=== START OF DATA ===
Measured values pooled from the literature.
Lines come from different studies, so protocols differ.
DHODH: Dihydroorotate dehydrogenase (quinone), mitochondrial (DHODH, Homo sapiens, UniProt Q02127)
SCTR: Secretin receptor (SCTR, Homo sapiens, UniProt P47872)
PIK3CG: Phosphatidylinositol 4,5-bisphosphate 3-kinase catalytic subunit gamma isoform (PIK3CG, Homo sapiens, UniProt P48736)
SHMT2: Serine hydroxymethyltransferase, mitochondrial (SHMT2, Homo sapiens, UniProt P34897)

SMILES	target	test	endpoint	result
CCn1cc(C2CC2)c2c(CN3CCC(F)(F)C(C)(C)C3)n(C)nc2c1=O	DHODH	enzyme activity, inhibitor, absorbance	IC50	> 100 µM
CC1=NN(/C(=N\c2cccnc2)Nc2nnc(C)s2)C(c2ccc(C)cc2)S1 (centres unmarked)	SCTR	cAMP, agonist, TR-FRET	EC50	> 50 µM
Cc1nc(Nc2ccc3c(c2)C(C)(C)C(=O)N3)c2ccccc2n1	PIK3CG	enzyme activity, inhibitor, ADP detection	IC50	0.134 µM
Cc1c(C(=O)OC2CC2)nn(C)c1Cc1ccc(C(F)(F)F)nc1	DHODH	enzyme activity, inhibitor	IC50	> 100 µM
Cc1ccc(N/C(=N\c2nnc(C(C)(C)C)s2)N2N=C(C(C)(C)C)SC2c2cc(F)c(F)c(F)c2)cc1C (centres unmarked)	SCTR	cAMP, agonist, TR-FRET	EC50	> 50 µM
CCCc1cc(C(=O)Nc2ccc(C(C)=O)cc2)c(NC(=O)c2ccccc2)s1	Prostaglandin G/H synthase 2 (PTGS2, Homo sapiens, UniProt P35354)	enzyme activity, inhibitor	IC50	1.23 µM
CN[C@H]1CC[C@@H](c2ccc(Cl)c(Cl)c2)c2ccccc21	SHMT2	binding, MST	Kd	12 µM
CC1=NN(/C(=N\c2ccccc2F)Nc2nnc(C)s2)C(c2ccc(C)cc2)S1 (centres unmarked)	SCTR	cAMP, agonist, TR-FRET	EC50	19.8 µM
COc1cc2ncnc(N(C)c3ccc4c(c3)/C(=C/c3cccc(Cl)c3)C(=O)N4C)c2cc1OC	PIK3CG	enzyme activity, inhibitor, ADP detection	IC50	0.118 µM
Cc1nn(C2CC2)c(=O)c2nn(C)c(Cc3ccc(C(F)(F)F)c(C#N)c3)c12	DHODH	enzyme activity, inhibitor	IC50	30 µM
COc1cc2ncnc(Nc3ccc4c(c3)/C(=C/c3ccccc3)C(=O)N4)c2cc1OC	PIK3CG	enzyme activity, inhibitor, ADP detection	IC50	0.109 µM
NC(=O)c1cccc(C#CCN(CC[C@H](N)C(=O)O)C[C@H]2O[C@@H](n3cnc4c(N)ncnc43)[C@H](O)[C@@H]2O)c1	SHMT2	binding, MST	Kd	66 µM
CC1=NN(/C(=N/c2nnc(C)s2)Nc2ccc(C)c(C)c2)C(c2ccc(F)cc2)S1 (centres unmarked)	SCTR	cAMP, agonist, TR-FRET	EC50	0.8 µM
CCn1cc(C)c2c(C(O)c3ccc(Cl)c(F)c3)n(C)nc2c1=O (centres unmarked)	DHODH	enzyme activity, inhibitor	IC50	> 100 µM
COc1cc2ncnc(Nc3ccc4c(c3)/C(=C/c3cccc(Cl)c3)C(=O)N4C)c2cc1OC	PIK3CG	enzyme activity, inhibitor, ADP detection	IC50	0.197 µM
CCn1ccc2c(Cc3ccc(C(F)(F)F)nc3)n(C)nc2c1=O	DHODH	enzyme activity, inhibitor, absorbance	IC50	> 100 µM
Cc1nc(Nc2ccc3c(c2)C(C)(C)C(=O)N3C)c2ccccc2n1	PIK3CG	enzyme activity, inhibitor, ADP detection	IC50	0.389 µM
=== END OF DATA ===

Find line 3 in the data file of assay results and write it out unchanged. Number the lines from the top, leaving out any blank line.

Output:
DHODH: Dihydroorotate dehydrogenase (quinone), mitochondrial (DHODH, Homo sapiens, UniProt Q02127)